“Higher connection fees for new customers present difficult equity and hardship issues, while exit fees can be represented as an unfair barrier to emerging competitive technologies,” it notes.

“In part, these options are likely to encounter resistance because they affect only a subset of readily identifiable and specific customers, rather than network customers as a whole.

“This sits uneasily with the fact that the grid has characteristics of a shared ‘public good’. Different perspectives on these mechanisms highlight the potential tensions between the interests of individual customers and collective customers, when determining fair, efficient cost recovery frameworks for network infrastructure.”

As analysts have pointed out on numerous occasions, the issue on cost recovery is whether the original expenditure was justified or not, and how these assets compete with new technologies.

The idea of using compulsory rates, fees, and higher charges to prop up an industry that has been overtaken by new technology is extraordinary, but presented by an industry that has gotten used to almost complete indulgence by the regulators over the last few decades.

But it may be that this is just a “scare tactic” by the ENA to push regulators, and the government, to give them more tax concessions, via accelerated or deferred depreciation.

It acknowledged the difficulties and inequities of the first four options, but says “providing greater flexibility to bring forward or deferring depreciation  … better recognises the common contribution of all past and present network customers to the existing network.”

In short, it recognises that it could recover its costs through some accounting procedures, that will inevitably cost the taxpayer. The question is, however, whether it should be allowed to recover some of the sunk costs for assets that are proving to be redundant, or excessive.


RenewEconomy Free Daily Newsletter

Share this:

  • JustThink4Once

    Hardly surprising reaction as the grid faces up to its “Kodak” future.
    We can trust the Abbott government to back this move as it further stifles Australia’s renewable energy future. Though how they attempt to explain “cheaper electricity prices” to those paying for a service they no longer use should prove interesting. Especially given that the early adopters of off grid solar/battery will most likely be their traditional voters. Of course as the technology get’s cheaper and therefore available to the greater masses, it takes only one political party to kill this evil concept as a sure fire way to win office.
    The effect on house prices would also be interesting, as new suburbs will be sure to avoid installing grid power. Thus saving development costs and also avoiding this nasty consumer impost. So straight away existing dwellings become relatively more expensive to run and consequently market devalued accordingly.

    • Mike Dill

      I think that a new community might form an energy coop, and have a relatively large shared back-up generator.
      I could see where there might be one emergency electrical connection for the entire community, and one bill, but the normal ‘draw’ would be close to zero. I do not know how the rule would work for something like that.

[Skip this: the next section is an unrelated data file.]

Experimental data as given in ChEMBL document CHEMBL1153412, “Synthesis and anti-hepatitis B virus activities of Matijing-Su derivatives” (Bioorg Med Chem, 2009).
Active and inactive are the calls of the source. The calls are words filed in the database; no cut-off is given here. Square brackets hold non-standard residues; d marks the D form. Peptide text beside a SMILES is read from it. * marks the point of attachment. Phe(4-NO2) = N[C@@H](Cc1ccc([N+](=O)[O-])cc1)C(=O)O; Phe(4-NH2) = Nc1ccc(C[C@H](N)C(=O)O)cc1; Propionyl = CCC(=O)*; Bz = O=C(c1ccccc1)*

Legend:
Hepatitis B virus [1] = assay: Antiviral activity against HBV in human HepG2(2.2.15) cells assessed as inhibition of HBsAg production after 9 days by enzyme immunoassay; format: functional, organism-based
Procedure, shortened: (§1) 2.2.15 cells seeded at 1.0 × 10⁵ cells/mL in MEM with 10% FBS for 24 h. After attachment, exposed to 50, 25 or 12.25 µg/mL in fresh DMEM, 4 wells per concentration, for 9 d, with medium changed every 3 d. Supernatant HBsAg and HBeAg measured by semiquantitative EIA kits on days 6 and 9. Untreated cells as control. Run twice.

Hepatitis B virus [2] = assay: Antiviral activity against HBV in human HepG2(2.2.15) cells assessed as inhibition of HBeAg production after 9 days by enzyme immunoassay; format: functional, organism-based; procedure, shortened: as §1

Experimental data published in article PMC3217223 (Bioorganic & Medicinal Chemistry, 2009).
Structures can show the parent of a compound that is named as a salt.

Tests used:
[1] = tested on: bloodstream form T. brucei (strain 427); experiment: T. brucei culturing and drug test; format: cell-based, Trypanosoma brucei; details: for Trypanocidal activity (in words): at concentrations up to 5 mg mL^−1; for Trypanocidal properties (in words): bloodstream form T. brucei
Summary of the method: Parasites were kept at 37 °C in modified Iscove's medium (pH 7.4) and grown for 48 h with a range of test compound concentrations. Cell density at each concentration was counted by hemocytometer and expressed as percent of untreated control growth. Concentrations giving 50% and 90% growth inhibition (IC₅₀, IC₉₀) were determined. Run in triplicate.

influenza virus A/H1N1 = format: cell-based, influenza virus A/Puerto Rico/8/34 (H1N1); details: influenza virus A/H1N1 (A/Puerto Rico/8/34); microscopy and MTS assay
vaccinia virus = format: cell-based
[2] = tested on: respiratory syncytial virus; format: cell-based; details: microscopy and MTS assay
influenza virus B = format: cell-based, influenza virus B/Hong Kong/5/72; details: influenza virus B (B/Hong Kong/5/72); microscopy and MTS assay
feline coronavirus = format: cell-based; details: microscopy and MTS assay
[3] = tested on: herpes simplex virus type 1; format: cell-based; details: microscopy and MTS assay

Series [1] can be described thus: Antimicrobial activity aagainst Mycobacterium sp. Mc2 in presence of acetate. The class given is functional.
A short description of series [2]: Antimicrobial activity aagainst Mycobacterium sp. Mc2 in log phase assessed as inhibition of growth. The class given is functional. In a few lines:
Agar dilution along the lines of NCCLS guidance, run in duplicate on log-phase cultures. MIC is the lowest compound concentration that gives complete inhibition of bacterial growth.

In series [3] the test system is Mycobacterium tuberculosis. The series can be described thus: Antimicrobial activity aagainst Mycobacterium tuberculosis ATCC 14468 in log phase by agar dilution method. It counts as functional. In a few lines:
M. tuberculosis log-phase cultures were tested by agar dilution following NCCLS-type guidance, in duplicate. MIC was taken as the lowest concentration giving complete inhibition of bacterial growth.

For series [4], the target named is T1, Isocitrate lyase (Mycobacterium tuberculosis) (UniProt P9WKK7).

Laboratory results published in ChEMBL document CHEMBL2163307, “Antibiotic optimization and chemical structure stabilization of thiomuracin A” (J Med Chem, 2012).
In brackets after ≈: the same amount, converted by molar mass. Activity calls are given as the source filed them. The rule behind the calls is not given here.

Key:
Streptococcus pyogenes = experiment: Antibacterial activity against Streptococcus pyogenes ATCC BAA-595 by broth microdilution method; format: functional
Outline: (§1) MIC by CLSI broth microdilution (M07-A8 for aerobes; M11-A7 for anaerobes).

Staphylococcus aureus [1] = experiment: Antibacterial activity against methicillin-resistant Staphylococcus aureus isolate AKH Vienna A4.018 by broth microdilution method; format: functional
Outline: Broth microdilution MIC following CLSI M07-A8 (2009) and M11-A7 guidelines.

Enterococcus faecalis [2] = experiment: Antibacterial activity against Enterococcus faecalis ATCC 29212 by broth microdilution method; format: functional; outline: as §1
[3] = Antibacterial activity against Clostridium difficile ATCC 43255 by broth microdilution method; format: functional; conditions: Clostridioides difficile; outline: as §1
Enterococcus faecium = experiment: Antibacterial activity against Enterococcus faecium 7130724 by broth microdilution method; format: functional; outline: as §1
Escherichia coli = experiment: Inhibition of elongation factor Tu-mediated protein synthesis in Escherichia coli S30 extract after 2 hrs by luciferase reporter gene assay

• john

        The built in price of the ability to supply will be charged where it is feasible to do so.
        An example would be a small suburb of 100 houses that is being built and has one or more backup gen sets and all houses have PV or a community built PV with battery backup system.
        In this case all would pay for the availability of power as it could have been supplied at low fee as the wiring cost to connect to the underground ducts in this case would already be required for which ever type of system was put in place.
        As to a situation where the small community of small demand was considerable distance from the grid and the capital cost was prohibitive then I feel this case would be excluded from paying a supply fee.
        As soon as electricity went from being a community service like roads to become a business the service part of the community aspect went out the window a social failure.
        A sliding scale would present problems as RE could lower the fee paid to a lower scale so the only way using a supply fee to work is to remove it from any augmentation would be to ban the use of PV in particular.
        Perhaps a state subsidy tied to income and usage which would cost far more than the benefit.
        This of course is socially impossible to do so the best course of action for the industry is to follow the Victor Energy business case and supply the equipment where both the company and the client have a good outcome.

        • Mike Dill

          I really like your best case scenario. I just do not see it happening without a large amount of pain.

          • john

            Vector Energy have followed this course for some years now.
            Just follow to solar and smart technology it is all there
            Renew economy did an article on this only the other day

  • Beat Odermatt

    Did Cobb&Co.get compensation when cars arrived? Did steamship companies get compensation when air travel became affordable? Do we have to start paying more to slow down progress?

    • MaxG

      Of course, and wait until you pay for the air you breathe 🙂